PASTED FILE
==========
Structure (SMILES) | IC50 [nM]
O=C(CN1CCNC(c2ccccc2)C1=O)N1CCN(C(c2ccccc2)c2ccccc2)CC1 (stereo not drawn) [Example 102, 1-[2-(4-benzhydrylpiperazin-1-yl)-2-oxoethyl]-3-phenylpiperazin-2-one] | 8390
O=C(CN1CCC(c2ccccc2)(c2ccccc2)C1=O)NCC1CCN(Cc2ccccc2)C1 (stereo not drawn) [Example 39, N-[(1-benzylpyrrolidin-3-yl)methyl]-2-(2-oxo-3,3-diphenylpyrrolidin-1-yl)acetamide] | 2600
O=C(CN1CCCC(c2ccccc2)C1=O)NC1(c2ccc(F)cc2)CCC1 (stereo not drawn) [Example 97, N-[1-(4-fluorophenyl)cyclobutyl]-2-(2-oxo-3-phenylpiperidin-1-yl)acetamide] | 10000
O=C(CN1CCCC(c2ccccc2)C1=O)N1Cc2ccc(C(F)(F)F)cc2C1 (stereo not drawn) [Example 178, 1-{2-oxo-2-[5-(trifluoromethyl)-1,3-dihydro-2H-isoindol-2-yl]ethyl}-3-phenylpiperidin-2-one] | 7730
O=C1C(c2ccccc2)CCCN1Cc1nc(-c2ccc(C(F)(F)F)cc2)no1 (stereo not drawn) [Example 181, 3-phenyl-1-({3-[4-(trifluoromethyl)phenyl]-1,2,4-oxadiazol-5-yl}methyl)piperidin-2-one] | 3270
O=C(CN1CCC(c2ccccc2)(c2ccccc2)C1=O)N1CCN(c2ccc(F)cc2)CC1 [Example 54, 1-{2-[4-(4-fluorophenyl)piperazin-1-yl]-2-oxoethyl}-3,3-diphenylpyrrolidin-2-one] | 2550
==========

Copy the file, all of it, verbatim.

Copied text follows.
Structure (SMILES) | IC50 [nM]
O=C(CN1CCNC(c2ccccc2)C1=O)N1CCN(C(c2ccccc2)c2ccccc2)CC1 (stereo not drawn) [Example 102, 1-[2-(4-benzhydrylpiperazin-1-yl)-2-oxoethyl]-3-phenylpiperazin-2-one] | 8390
O=C(CN1CCC(c2ccccc2)(c2ccccc2)C1=O)NCC1CCN(Cc2ccccc2)C1 (stereo not drawn) [Example 39, N-[(1-benzylpyrrolidin-3-yl)methyl]-2-(2-oxo-3,3-diphenylpyrrolidin-1-yl)acetamide] | 2600
O=C(CN1CCCC(c2ccccc2)C1=O)NC1(c2ccc(F)cc2)CCC1 (stereo not drawn) [Example 97, N-[1-(4-fluorophenyl)cyclobutyl]-2-(2-oxo-3-phenylpiperidin-1-yl)acetamide] | 10000
O=C(CN1CCCC(c2ccccc2)C1=O)N1Cc2ccc(C(F)(F)F)cc2C1 (stereo not drawn) [Example 178, 1-{2-oxo-2-[5-(trifluoromethyl)-1,3-dihydro-2H-isoindol-2-yl]ethyl}-3-phenylpiperidin-2-one] | 7730
O=C1C(c2ccccc2)CCCN1Cc1nc(-c2ccc(C(F)(F)F)cc2)no1 (stereo not drawn) [Example 181, 3-phenyl-1-({3-[4-(trifluoromethyl)phenyl]-1,2,4-oxadiazol-5-yl}methyl)piperidin-2-one] | 3270
O=C(CN1CCC(c2ccccc2)(c2ccccc2)C1=O)N1CCN(c2ccc(F)cc2)CC1 [Example 54, 1-{2-[4-(4-fluorophenyl)piperazin-1-yl]-2-oxoethyl}-3,3-diphenylpyrrolidin-2-one] | 2550